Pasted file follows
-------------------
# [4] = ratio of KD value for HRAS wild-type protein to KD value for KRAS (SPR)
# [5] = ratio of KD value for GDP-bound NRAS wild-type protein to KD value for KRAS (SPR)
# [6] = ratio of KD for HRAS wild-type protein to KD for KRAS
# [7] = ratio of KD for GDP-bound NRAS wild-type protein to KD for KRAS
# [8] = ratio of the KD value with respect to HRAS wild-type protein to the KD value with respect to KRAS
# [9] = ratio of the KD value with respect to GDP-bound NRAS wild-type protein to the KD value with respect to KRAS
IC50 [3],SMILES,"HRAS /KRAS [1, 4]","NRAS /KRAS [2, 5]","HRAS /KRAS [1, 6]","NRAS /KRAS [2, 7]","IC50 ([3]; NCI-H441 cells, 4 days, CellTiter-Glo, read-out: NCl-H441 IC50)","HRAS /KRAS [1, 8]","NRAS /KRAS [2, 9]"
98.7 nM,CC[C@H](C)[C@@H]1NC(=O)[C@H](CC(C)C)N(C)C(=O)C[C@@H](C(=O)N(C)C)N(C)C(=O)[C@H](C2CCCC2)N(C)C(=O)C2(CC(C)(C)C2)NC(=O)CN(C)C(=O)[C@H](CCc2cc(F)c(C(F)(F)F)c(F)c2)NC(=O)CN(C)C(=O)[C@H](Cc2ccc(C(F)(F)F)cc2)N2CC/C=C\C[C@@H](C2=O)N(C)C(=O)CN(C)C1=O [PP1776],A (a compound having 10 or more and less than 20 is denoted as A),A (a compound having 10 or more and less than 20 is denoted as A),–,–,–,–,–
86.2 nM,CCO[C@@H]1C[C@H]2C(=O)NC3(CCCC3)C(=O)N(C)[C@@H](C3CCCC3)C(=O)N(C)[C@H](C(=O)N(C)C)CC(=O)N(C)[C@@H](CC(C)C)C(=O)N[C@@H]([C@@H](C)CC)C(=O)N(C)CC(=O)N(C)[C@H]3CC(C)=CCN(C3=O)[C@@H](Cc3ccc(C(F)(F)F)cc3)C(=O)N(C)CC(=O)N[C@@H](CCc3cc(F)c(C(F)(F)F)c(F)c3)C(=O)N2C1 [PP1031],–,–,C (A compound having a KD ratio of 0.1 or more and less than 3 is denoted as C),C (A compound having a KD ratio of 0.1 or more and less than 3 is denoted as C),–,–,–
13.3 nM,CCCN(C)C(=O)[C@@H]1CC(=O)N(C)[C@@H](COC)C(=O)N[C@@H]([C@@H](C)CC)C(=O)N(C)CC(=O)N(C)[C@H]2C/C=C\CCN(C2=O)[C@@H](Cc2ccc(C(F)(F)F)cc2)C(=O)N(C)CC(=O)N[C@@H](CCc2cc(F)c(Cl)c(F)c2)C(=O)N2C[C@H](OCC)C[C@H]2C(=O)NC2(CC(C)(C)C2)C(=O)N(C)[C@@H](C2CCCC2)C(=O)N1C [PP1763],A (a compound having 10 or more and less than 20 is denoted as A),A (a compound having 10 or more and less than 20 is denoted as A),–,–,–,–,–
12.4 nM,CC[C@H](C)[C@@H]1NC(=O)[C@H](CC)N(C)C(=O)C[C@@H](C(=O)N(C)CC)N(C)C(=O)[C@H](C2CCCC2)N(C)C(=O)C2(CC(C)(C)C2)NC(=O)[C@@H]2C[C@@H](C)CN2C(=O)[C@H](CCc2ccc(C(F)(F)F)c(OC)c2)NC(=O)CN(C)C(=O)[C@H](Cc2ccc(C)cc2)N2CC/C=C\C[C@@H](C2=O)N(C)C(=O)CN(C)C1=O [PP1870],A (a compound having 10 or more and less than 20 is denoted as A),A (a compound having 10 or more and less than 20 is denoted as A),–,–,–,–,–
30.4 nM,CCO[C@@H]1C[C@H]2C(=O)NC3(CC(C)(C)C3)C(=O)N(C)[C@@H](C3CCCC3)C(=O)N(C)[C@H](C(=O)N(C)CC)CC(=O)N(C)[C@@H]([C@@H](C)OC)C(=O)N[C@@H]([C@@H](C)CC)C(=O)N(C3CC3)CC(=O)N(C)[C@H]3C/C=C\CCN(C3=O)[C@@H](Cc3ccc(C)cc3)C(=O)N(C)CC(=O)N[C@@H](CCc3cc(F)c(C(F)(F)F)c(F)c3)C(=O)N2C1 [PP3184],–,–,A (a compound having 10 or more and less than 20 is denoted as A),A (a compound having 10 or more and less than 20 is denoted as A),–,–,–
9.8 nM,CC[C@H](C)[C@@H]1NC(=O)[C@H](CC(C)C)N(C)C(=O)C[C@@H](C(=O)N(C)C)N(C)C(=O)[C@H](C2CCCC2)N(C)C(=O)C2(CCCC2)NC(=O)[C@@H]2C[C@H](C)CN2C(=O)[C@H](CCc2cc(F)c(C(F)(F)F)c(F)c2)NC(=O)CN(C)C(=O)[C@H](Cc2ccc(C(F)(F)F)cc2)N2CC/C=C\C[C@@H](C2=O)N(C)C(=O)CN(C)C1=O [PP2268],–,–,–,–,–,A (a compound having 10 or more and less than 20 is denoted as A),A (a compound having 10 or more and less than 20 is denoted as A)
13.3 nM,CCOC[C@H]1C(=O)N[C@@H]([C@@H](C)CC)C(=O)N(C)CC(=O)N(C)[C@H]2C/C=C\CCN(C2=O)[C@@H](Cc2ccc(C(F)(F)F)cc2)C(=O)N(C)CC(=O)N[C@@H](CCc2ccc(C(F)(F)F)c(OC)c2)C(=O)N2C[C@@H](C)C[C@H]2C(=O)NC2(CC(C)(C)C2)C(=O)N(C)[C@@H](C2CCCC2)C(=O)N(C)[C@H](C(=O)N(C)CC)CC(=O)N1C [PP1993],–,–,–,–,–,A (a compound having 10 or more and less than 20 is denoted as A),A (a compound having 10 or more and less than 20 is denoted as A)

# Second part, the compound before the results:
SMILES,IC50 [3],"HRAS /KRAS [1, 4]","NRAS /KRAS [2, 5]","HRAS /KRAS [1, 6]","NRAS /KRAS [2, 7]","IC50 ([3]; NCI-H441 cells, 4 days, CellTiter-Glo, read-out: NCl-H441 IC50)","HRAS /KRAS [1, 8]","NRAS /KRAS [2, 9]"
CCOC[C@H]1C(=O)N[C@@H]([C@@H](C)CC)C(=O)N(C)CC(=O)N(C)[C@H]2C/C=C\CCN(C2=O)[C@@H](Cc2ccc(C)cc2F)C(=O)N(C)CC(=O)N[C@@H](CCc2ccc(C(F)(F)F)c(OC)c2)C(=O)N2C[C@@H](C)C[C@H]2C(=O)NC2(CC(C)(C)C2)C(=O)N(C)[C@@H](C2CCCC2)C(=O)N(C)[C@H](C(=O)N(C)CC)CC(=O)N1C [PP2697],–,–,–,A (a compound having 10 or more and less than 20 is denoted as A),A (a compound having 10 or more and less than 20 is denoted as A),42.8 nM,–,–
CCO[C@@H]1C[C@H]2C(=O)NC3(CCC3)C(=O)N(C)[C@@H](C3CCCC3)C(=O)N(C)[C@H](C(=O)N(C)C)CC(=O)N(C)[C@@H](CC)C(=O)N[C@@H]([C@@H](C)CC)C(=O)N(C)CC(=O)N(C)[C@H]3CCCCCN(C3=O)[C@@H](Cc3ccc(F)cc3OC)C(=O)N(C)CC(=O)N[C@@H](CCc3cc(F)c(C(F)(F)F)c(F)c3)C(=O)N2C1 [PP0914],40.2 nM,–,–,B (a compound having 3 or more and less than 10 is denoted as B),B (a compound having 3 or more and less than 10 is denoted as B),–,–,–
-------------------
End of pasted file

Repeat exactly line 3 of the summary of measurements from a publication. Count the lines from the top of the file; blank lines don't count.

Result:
# [6] = ratio of KD for HRAS wild-type protein to KD for KRAS